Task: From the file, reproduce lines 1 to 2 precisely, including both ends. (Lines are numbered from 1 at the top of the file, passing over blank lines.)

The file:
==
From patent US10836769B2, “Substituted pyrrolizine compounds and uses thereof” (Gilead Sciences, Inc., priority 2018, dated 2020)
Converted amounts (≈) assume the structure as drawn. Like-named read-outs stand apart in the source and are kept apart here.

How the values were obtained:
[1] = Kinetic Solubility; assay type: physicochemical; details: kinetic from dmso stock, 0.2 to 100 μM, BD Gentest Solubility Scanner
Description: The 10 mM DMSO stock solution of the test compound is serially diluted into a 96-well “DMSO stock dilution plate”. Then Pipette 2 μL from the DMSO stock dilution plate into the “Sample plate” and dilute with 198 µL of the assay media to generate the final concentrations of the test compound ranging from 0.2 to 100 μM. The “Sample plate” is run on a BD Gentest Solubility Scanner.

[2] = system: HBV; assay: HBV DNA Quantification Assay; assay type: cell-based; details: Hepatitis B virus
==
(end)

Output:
From patent US10836769B2, “Substituted pyrrolizine compounds and uses thereof” (Gilead Sciences, Inc., priority 2018, dated 2020)
Converted amounts (≈) assume the structure as drawn. Like-named read-outs stand apart in the source and are kept apart here.